The 19th Battalion had moved forward at night into the 29th’s trenches under awful weather conditions relatively undisturbed, but the dawn attack by the Bavarians interrupted the relief in line before the 19th had firmly secured their new trenches and gotten used to their surroundings. At this point, Maj Hatch demonstrated excellent tactical acumen and an understanding of German doctrine, learned by the Canadians, by moving to counter the German attack with his D Coy reserve. Hatch’s flanking manoeuvre was successful, but because of the withdrawal of the Gloucesters he had to reconsolidate further to the rear. Rather than seeing this as a failure, Hatch’s superior commanders recognized his steady handling of the 19th Bn under poor conditions and heavy enemy pressure. Hatch’s actions prevented a route within 2nd Canadian Division boundaries and he was subsequently Mentioned in Dispatches (MiD). Hatch would later receive two more MiDs and a Distinguished Service Order for his gallantry commanding the unit under fire.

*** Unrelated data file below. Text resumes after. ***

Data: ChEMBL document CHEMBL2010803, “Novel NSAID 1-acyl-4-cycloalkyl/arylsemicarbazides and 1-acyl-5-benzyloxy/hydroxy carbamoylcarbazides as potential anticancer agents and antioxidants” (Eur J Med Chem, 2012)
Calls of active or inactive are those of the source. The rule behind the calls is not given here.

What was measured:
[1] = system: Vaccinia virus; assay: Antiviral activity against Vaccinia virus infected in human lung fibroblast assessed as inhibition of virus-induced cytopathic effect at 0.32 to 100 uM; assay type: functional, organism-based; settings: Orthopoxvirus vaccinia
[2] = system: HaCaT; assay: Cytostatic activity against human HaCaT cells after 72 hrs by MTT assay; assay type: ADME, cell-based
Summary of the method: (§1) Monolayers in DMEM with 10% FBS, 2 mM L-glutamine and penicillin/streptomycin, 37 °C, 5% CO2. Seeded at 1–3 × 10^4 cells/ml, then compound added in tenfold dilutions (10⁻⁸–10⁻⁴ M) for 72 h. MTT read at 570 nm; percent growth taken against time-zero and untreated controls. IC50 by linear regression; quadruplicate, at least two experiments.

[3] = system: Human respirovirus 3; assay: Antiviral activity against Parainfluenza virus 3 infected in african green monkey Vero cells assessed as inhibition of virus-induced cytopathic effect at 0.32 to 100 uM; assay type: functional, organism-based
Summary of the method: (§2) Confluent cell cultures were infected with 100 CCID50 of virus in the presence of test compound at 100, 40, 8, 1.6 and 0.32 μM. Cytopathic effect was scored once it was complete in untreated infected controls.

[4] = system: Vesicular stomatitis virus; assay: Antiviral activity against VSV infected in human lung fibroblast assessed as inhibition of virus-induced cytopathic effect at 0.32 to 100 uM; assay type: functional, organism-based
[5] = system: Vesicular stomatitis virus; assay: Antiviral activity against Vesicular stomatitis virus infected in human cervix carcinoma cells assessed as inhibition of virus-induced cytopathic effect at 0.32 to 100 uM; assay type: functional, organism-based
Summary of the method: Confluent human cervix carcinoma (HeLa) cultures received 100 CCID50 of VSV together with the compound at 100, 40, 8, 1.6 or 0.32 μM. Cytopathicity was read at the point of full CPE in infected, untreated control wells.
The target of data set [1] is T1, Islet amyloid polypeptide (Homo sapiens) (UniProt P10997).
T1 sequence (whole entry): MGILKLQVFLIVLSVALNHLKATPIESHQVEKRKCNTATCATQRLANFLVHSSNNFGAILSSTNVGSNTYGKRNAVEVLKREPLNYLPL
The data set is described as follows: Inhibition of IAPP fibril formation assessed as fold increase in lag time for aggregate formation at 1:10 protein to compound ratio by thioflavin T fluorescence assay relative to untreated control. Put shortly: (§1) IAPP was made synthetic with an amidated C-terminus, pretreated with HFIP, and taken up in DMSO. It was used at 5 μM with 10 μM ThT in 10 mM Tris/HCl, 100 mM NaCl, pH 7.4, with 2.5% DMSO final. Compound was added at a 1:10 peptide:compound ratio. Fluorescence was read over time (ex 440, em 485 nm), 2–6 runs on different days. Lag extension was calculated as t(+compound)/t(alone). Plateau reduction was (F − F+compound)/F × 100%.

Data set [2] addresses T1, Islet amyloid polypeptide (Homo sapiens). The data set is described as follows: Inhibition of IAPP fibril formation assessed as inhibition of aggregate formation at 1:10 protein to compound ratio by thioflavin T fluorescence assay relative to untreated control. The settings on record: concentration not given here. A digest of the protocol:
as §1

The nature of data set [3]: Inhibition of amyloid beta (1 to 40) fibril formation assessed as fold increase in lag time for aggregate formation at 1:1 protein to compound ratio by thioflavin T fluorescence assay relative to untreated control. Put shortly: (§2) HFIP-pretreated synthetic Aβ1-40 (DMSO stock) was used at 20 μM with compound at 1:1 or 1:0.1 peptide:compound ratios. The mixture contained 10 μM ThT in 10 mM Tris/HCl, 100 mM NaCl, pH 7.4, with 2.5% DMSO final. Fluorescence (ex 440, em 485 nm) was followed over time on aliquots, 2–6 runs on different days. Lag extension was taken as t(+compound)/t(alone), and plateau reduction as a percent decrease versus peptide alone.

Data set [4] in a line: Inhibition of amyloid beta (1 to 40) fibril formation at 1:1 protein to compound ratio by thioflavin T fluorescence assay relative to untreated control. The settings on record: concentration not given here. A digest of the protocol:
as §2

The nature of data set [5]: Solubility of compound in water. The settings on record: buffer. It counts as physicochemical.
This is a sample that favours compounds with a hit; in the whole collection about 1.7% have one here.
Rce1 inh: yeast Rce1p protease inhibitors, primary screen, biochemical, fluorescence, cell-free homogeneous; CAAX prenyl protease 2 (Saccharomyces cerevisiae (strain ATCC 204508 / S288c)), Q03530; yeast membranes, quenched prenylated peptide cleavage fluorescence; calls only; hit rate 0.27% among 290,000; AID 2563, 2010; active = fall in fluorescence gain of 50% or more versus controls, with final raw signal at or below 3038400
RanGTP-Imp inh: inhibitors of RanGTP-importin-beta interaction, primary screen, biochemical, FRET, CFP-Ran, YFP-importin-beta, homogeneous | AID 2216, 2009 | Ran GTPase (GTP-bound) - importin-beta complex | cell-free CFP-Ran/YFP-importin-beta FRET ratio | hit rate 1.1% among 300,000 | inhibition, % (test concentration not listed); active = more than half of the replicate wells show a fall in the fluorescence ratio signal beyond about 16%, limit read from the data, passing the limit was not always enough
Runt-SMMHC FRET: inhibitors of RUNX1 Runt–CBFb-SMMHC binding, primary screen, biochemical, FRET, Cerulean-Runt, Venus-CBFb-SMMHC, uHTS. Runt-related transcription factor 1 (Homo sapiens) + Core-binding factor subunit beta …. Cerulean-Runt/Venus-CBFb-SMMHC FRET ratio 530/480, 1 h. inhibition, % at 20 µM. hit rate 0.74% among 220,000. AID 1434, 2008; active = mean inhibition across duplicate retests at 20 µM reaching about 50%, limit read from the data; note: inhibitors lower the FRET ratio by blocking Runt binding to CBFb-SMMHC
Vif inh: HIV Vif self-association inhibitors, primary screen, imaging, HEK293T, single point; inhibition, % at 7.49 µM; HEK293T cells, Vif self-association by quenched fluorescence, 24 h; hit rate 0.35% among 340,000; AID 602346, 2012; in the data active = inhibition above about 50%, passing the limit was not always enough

To commemorate this battle, the toughest of the war for the 19th by many accounts, the Argyll Regimental Foundation (ARF) erected a monument in the town square of Fresnoy (see figure 2).

Research for this synopsis is from:
  • It Can’t Last Forever: The 19th Battalion and the Canadian Corps in the First World War by Dr. David Campbell
  • Command, Leadership and Doctrine on the Great War Battlefield: The Australian, British and Canadian Experience at the Battle of Arras, May 1917 by Dr. Mike Bechtold

Argyll Poppy

LCol Harry Hatch Figure 1. LCol Harry Hatch taken after the war. Hatch demonstrated brilliant tactical acumen in the face of an overwhelming German counter-attack and was Mentioned in Dispatches as a result.

ARF Memorial Fresnoy Figure 2. The 19th Battalion memorial erected in the town of Fresnoy by the ARF.

Major Harry Hatch Figure 3. Major Harry Hatch pictured as a junior officer of the 91st Highlanders before the war.

German Trench Fighting Weapon Figure 4. A typical trench fighting weapon used by the Germans (Argyll Museum and Archives).

Personal Weapon Figure 5. An example of a personal weapon carried by officers and machine-gunners (Argyll Museum and Archives).